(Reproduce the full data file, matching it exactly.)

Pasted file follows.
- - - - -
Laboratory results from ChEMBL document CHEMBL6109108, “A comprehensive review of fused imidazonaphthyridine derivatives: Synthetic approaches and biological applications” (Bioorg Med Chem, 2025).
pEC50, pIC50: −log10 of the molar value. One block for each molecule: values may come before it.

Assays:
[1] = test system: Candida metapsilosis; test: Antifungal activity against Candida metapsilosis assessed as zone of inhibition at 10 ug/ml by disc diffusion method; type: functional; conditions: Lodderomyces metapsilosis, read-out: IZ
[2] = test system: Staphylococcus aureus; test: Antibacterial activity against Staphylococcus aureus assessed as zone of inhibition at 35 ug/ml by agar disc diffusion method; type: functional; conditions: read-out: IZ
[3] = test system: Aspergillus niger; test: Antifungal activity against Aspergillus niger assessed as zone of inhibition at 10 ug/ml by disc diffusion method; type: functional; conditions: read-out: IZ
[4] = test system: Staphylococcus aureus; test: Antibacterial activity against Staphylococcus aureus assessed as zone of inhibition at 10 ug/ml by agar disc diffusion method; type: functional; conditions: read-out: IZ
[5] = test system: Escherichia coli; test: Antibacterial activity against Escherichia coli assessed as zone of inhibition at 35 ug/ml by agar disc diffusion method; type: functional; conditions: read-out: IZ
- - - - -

Laboratory results from ChEMBL document CHEMBL6109108, “A comprehensive review of fused imidazonaphthyridine derivatives: Synthetic approaches and biological applications” (Bioorg Med Chem, 2025).
pEC50, pIC50: −log10 of the molar value. One block for each molecule: values may come before it.

Assays:
[1] = test system: Candida metapsilosis; test: Antifungal activity against Candida metapsilosis assessed as zone of inhibition at 10 ug/ml by disc diffusion method; type: functional; conditions: Lodderomyces metapsilosis, read-out: IZ
[2] = test system: Staphylococcus aureus; test: Antibacterial activity against Staphylococcus aureus assessed as zone of inhibition at 35 ug/ml by agar disc diffusion method; type: functional; conditions: read-out: IZ
[3] = test system: Aspergillus niger; test: Antifungal activity against Aspergillus niger assessed as zone of inhibition at 10 ug/ml by disc diffusion method; type: functional; conditions: read-out: IZ
[4] = test system: Staphylococcus aureus; test: Antibacterial activity against Staphylococcus aureus assessed as zone of inhibition at 10 ug/ml by agar disc diffusion method; type: functional; conditions: read-out: IZ
[5] = test system: Escherichia coli; test: Antibacterial activity against Escherichia coli assessed as zone of inhibition at 35 ug/ml by agar disc diffusion method; type: functional; conditions: read-out: IZ